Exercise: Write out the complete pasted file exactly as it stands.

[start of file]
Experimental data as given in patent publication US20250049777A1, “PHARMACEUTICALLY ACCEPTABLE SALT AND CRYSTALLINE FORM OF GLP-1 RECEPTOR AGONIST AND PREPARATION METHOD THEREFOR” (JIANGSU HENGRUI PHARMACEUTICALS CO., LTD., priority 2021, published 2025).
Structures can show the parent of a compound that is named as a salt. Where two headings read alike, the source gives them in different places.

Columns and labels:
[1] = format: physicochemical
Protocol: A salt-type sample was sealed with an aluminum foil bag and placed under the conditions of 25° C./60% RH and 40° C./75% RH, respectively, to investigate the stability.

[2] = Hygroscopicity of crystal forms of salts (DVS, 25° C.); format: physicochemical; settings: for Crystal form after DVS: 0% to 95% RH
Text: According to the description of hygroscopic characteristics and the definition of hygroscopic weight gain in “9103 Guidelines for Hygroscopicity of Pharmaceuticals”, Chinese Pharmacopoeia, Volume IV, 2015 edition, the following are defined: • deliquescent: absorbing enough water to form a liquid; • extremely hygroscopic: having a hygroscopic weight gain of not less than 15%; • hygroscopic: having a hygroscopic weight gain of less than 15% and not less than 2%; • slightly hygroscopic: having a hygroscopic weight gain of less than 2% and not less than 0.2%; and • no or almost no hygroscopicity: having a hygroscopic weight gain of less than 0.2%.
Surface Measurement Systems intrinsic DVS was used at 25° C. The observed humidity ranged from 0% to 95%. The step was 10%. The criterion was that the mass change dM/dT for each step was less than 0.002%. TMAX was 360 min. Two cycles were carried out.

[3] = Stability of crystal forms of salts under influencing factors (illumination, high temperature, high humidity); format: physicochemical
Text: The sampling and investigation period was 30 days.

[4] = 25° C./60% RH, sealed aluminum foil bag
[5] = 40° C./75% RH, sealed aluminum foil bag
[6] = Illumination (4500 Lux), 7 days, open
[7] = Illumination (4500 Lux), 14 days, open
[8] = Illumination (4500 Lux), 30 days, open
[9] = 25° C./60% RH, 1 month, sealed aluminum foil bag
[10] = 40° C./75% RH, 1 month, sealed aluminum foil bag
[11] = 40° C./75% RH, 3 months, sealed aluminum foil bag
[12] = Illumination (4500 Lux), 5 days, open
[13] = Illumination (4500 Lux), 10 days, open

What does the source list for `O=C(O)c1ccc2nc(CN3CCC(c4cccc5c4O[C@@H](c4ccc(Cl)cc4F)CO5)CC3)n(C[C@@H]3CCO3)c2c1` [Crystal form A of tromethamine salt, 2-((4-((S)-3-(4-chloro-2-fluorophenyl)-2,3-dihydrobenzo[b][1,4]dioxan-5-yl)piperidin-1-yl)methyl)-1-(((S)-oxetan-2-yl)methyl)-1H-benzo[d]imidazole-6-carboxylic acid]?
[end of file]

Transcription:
Experimental data as given in patent publication US20250049777A1, “PHARMACEUTICALLY ACCEPTABLE SALT AND CRYSTALLINE FORM OF GLP-1 RECEPTOR AGONIST AND PREPARATION METHOD THEREFOR” (JIANGSU HENGRUI PHARMACEUTICALS CO., LTD., priority 2021, published 2025).
Structures can show the parent of a compound that is named as a salt. Where two headings read alike, the source gives them in different places.

Columns and labels:
[1] = format: physicochemical
Protocol: A salt-type sample was sealed with an aluminum foil bag and placed under the conditions of 25° C./60% RH and 40° C./75% RH, respectively, to investigate the stability.

[2] = Hygroscopicity of crystal forms of salts (DVS, 25° C.); format: physicochemical; settings: for Crystal form after DVS: 0% to 95% RH
Text: According to the description of hygroscopic characteristics and the definition of hygroscopic weight gain in “9103 Guidelines for Hygroscopicity of Pharmaceuticals”, Chinese Pharmacopoeia, Volume IV, 2015 edition, the following are defined: • deliquescent: absorbing enough water to form a liquid; • extremely hygroscopic: having a hygroscopic weight gain of not less than 15%; • hygroscopic: having a hygroscopic weight gain of less than 15% and not less than 2%; • slightly hygroscopic: having a hygroscopic weight gain of less than 2% and not less than 0.2%; and • no or almost no hygroscopicity: having a hygroscopic weight gain of less than 0.2%.
Surface Measurement Systems intrinsic DVS was used at 25° C. The observed humidity ranged from 0% to 95%. The step was 10%. The criterion was that the mass change dM/dT for each step was less than 0.002%. TMAX was 360 min. Two cycles were carried out.

[3] = Stability of crystal forms of salts under influencing factors (illumination, high temperature, high humidity); format: physicochemical
Text: The sampling and investigation period was 30 days.

[4] = 25° C./60% RH, sealed aluminum foil bag
[5] = 40° C./75% RH, sealed aluminum foil bag
[6] = Illumination (4500 Lux), 7 days, open
[7] = Illumination (4500 Lux), 14 days, open
[8] = Illumination (4500 Lux), 30 days, open
[9] = 25° C./60% RH, 1 month, sealed aluminum foil bag
[10] = 40° C./75% RH, 1 month, sealed aluminum foil bag
[11] = 40° C./75% RH, 3 months, sealed aluminum foil bag
[12] = Illumination (4500 Lux), 5 days, open
[13] = Illumination (4500 Lux), 10 days, open

What does the source list for `O=C(O)c1ccc2nc(CN3CCC(c4cccc5c4O[C@@H](c4ccc(Cl)cc4F)CO5)CC3)n(C[C@@H]3CCO3)c2c1` [Crystal form A of tromethamine salt, 2-((4-((S)-3-(4-chloro-2-fluorophenyl)-2,3-dihydrobenzo[b][1,4]dioxan-5-yl)piperidin-1-yl)methyl)-1-(((S)-oxetan-2-yl)methyl)-1H-benzo[d]imidazole-6-carboxylic acid]?